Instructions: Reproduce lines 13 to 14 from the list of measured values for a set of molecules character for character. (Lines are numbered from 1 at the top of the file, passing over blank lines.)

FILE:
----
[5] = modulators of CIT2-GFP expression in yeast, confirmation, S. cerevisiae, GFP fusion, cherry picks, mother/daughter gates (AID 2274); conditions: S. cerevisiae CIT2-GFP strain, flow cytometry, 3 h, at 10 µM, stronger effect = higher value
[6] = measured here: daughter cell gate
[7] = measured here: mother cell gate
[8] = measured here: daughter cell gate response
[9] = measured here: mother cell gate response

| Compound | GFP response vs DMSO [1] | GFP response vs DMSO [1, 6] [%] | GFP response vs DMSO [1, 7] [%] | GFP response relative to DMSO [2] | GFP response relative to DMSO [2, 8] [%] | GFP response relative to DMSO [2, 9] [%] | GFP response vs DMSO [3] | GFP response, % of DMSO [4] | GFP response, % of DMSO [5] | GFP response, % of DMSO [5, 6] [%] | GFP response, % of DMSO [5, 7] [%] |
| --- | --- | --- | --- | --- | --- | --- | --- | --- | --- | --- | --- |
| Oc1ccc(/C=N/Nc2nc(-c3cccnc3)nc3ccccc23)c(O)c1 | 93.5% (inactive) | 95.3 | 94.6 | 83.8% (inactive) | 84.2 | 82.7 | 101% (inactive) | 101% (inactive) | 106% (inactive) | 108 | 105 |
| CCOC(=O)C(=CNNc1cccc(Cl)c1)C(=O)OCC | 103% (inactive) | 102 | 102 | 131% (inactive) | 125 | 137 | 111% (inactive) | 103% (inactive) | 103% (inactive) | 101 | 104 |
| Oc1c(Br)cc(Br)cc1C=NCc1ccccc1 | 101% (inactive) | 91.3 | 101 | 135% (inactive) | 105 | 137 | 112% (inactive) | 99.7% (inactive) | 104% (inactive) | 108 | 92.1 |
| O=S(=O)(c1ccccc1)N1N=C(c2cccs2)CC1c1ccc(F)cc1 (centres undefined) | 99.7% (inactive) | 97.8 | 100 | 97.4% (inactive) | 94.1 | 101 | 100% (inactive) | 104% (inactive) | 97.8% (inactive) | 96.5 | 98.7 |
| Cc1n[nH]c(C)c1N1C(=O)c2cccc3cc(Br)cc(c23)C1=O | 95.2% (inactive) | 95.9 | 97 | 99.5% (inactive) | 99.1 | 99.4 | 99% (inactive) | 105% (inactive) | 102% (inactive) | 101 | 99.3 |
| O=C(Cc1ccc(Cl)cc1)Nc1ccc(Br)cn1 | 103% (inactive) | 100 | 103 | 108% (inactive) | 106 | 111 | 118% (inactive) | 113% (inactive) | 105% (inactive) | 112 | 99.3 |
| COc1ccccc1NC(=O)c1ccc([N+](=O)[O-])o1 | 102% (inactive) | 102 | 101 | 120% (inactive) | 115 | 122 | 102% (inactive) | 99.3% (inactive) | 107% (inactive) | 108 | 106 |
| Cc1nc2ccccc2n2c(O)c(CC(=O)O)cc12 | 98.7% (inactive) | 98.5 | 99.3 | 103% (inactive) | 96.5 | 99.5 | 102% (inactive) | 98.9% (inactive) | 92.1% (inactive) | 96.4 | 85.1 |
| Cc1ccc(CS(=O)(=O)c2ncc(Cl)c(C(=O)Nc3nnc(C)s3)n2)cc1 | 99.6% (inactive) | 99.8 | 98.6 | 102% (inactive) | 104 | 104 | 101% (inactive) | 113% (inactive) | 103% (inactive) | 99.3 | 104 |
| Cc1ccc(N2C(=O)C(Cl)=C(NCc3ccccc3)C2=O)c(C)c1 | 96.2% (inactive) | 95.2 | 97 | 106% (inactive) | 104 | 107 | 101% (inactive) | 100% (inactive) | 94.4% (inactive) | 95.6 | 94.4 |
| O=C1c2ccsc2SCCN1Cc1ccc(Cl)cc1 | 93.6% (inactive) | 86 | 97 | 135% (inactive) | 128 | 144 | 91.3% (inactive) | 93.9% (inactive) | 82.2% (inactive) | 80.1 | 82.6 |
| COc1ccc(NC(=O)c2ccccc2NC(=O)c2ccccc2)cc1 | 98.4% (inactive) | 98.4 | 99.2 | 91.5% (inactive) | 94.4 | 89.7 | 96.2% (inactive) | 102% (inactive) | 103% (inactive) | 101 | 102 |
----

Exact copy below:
| O=C(Cc1ccc(Cl)cc1)Nc1ccc(Br)cn1 | 103% (inactive) | 100 | 103 | 108% (inactive) | 106 | 111 | 118% (inactive) | 113% (inactive) | 105% (inactive) | 112 | 99.3 |
| COc1ccccc1NC(=O)c1ccc([N+](=O)[O-])o1 | 102% (inactive) | 102 | 101 | 120% (inactive) | 115 | 122 | 102% (inactive) | 99.3% (inactive) | 107% (inactive) | 108 | 106 |